Karen Walsh: Rules are very strict for local authority planning appeal

Most of the Planning Acts requirements for an appeal are mandatory

Karen Walsh: Rules are very strict for local authority planning appeal

A few weeks ago, a Cork couple succeeded in overturning a decision of An Bord Pleanála to grant planning permission for a wind farm near their home.

The wind farm developer, Cleanrath Windfarm Ltd, was initially turned down for planning permission to construct 11 turbines up to a height of 126m, and other structures, including an 85m meteorological mast, at Cleanrath, Co Cork by Cork County Council, only for that decision to be overturned later by An Bord Pleanala.

The couple then initiated judicial proceedings in the High Court against the decision of An Bord Pleanála, and succeeded, and the decision was overturned once more.

If you wish to lodge a planning appeal against a decision of a local authority, there are very strict rules, and common pitfalls to avoid.

For the purposes of this article, I will speak about lodging an appeal against the decision of a local authority to grant or deny planning permission.

Next week, I will speak about bringing a judicial review of a decision of An Bord Pleanála in the High Court.

Once a decision has been made by a planning authority against a refusal to grant you planning permission or conditions attached to your permission or appeal against a decision to give someone else planning permission, an affected party may appeal the decision to An Bord Pleanála within four weeks of the decision being made.

In relation to an appeal to give someone planning permission, you must have made a written submission or observation to the planning authority on the relevant application.

The law also allows a person to appeal a decision that is the subject of the planning permission, who did not make objections or submissions in the original planning application, where a person:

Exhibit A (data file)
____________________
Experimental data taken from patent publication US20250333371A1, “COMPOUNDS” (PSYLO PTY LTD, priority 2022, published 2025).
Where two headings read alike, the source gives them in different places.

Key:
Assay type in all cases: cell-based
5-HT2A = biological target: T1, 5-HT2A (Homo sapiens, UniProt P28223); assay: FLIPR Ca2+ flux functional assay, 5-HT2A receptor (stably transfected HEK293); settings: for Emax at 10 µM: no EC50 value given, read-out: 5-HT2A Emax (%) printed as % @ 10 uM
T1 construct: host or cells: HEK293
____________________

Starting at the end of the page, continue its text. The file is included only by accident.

* has an interest in land adjoining land in respect to the application site.

* shows that the decision of the planning authority to grant permission will differ materially from the application for permission because of conditions imposed.

* and shows that the conditions imposed will materially affect the applicant’s enjoyment of land or reduce the value of the land.

To do this you must apply for leave to appeal, first.

A high percentage of applications for leave to appeal fail because the applicant for leave to appeal does not satisfy the board that he or she complies with the requirements above.

Like a planning appeal, the person seeking leave to appeal must state his or her name and address, the grounds on which he or she is basing the leave to appeal, a description of his or her interest in the land, and must attach the correct fee.

Lodging an appeal is quite technical and in all circumstances, it is appropriate to seek expert legal and engineering advice to ensure that the formalities of the appeal are complied with.

Non-compliance will result in an invalid appeal.

The requirements for an appeal are contained in the Planning Acts, and most of the requirements are mandatory, meaning failure to comply will be “fatal”, and your appeal will not be dealt with.

In order to properly lodge an appeal, the following steps must be taken:-

1.

The appeal must be in writing.

2.

It must state the name and address of the appellant or the person making the referral, not the person acting on his or her behalf.

3.

It must detail the subject matter of the appeal or referral.

4.

It must set out the full grounds of the appeal or referral and the reasons, considerations and arguments on which they are based

5.

If observations and submissions are made in relation to the original Planning Authority application, then the Planning Authority’s acknowledgement of receipt of the submission must be included.

6.

The appropriate fee must be enclosed.

7.

Finally, it must be ensured that the application is made within the specified period, which is within four weeks of the decision being made.

An application should be sent by pre-paid post to the board, or by leaving it with an employee of the board during office hours.

It is not sufficient to email and/or fax the application or leave it at the board office outside of office hours.

A valid appellant may request an oral hearing on payment of an additional fee.

An Bord Pleanála will only grant an oral hearing in cases which are particularly complex or significant, or that have significant national or local issues involved.

An Bord Pleanála aims to make a decision within 18 weeks.

If this is not possible, it will inform all parties concerned.

In general, An Bord Pleanála has a number of options:

1.

Grant planning permission.

2.

Grant planning permission with conditions.

3.

Or refuse planning permission.

  • Be sure to read next week’s column in which I will describe the judicial review process.

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